consumers wont need to be making a lot ofenlargements, so this doesnt always matter. But even anamateur will sometimes get that one perfect shot they just

    would love to hang on their wall. Unfortunately, if thatperfect shot was taken with a high ISO film, or using a

    high ISO setting on a digital camera, the size of theenlargement will be limited before it starts to look bad. Ifind for the average every-day John and Jane Q. Normal,

    400 ISO is best. It gets more complicated of course ifyoure looking at it from a professional level, and I may

    get into that another time.

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    Most likely, in the first frame, your eye is attracted to the figurine.This is because the back round is blurred, and unobtrusive. In thesecond frame still focused on the figurine, but a little distracted. Inthe last frame, your eye was probably drawn first to the red box,and when you look at the figurine, youre distracted by the box inthe center. So as you can see from the pictures, depth of field is

    essentially the area in front and behind the object that is in focus..

    Each photo was taken with the same ISO, but both the shutter

    speed and aperture were changed. As you can see, the backround became less blurred the smaller the aperture. The entiretime I kept focused on the figurine. Anything in front of, or behindthe figurine would appear blurry. You can set things up howeverso that your depth of field is infinite (to a degree) and everything

    is sharp. The further away something is, the more infinite the

    focus can be. The closer it is, the more limited that becomes. Forexample, if taking a macro photo of a small insect, you can havethe insect in focus, but no matter what lens or camera you have,you can focus on both the insect up close and mountains in thedistance. The closer something is, the more limited the depth of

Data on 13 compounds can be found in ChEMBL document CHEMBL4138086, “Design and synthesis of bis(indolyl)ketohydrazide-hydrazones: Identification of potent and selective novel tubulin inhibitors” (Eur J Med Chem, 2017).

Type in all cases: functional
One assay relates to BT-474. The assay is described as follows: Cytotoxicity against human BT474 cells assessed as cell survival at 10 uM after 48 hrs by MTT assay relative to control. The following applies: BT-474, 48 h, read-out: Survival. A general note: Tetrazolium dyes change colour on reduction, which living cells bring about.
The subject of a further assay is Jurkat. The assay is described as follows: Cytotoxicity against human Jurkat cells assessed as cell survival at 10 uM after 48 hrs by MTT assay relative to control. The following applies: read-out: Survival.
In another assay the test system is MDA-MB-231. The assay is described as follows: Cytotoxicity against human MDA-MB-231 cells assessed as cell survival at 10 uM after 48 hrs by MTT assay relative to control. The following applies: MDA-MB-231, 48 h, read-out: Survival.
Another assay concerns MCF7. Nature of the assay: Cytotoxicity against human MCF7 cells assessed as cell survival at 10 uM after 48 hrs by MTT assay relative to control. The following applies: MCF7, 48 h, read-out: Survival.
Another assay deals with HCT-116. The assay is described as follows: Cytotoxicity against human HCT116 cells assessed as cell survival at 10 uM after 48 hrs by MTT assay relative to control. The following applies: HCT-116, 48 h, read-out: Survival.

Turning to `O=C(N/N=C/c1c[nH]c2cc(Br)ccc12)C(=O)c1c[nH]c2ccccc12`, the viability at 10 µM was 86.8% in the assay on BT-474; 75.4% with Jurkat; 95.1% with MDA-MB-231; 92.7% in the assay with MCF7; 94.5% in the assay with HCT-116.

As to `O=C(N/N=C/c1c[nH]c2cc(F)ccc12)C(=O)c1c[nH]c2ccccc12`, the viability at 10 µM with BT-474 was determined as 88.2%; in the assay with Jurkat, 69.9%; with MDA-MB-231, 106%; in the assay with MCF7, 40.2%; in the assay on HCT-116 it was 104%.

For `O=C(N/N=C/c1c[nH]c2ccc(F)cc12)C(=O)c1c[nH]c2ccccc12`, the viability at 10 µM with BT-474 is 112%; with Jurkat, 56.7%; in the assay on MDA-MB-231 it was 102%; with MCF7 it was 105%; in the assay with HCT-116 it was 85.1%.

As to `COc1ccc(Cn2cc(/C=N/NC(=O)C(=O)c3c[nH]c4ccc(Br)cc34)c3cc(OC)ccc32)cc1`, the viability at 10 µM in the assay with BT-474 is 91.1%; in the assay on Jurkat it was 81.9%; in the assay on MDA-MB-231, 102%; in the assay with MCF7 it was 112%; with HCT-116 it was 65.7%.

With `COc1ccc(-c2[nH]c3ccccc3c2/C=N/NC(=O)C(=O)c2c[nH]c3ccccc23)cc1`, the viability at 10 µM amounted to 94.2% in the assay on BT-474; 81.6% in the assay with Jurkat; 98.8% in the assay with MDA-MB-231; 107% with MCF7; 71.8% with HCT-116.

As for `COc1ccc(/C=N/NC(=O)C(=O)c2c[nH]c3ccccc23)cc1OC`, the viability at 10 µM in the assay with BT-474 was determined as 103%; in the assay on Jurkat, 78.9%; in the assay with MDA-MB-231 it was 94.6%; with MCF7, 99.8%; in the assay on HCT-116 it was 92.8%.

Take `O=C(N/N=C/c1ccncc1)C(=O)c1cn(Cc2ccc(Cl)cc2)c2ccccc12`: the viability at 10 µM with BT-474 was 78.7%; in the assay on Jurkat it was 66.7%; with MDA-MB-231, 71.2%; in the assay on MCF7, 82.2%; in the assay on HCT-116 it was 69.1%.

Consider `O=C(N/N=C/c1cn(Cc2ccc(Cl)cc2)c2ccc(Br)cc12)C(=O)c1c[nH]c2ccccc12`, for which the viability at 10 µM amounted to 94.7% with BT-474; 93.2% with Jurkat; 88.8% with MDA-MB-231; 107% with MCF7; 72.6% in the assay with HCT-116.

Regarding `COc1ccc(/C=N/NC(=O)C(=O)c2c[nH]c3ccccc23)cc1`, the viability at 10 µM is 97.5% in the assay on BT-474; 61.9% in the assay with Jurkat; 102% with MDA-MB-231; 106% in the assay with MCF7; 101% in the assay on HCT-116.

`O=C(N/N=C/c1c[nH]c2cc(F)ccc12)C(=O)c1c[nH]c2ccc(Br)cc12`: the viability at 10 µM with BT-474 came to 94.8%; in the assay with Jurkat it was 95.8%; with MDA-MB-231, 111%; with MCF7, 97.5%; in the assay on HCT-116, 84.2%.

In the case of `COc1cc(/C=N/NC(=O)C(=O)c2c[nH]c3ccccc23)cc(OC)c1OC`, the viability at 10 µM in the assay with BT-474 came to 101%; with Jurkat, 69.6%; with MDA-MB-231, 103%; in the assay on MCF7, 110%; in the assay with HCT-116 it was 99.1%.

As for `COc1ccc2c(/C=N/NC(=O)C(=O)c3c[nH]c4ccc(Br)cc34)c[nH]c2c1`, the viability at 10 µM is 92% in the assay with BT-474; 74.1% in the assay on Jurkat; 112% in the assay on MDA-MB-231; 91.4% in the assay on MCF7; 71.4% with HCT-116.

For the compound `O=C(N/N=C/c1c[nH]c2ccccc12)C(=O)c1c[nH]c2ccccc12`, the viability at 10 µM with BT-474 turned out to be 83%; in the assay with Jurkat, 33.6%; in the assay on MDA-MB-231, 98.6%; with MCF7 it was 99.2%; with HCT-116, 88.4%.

field will be.

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    Depth of Field is probably the most confusing tobeginners, because reading about it can be complicated,

    as there are many different factors that will affect yourdepth of field. For example, a telephoto lens will have amore sensitive depth of field, while a wide angle lens willbe less obvious. Its easiest to tackle this one factor by

    taking your camera out and just trying the differentaperture settings and distances from objects. Some

    cameras will have a depth of field preview button, that will

    show you in the viewfinder how the depth of field will look.This is a very helpful function to have, but if not, trial and

    error must be used for the beginner.

    The best thing to do is buy or rent an old, fully manual filmcamera. The biggest problem most beginners face is the

    ease of automatic features. Buying a fully manual cameraforces you to learn these beginner concepts, which willaid greatly in how all you photographs will look in thefuture. My 2 favorite manual cameras are the Pentax

    K1000 and the Canon AE-1 (But do not get the Canon

    AE-1 Program, as it is largely automatic if you want it tobe).

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    The settings for all these functions will be available

    on most digital cameras, not just SLRs. Chances

    are if your camera is 3 megapixels and up, it will

    have the right functions. Youll have to consult yourmanual for help on where to find them and how to

    set them on your camera however.

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    TERMINOLOGIES Aperture: The lens opening that changes in

    diameter,thereby determining how much light passesthrough to expose the film.

    Aperture Priority Setting: An exposure setting takenwith a camera where the photographer chooses the

    aperture setting and the camera sets the shutterspeed for proper exposure. If the photographerchanges the aperture, the camera automatically